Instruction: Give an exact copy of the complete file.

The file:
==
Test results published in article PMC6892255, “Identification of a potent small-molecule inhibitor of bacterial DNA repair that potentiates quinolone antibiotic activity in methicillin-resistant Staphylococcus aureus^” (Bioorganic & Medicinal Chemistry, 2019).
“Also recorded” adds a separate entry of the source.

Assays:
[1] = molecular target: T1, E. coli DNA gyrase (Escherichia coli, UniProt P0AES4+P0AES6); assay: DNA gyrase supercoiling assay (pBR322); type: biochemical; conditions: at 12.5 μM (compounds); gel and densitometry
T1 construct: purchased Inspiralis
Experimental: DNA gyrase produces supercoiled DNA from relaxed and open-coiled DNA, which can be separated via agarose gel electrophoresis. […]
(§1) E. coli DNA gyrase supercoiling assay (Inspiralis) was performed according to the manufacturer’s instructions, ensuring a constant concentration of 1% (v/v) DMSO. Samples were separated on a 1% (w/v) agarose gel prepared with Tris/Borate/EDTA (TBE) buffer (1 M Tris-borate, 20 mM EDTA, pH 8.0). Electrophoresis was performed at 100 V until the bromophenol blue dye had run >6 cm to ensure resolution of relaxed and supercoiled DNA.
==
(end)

Test results published in article PMC6892255, “Identification of a potent small-molecule inhibitor of bacterial DNA repair that potentiates quinolone antibiotic activity in methicillin-resistant Staphylococcus aureus^” (Bioorganic & Medicinal Chemistry, 2019).
“Also recorded” adds a separate entry of the source.

Assays:
[1] = molecular target: T1, E. coli DNA gyrase (Escherichia coli, UniProt P0AES4+P0AES6); assay: DNA gyrase supercoiling assay (pBR322); type: biochemical; conditions: at 12.5 μM (compounds); gel and densitometry
T1 construct: purchased Inspiralis
Experimental: DNA gyrase produces supercoiled DNA from relaxed and open-coiled DNA, which can be separated via agarose gel electrophoresis. […]
(§1) E. coli DNA gyrase supercoiling assay (Inspiralis) was performed according to the manufacturer’s instructions, ensuring a constant concentration of 1% (v/v) DMSO. Samples were separated on a 1% (w/v) agarose gel prepared with Tris/Borate/EDTA (TBE) buffer (1 M Tris-borate, 20 mM EDTA, pH 8.0). Electrophoresis was performed at 100 V until the bromophenol blue dye had run >6 cm to ensure resolution of relaxed and supercoiled DNA.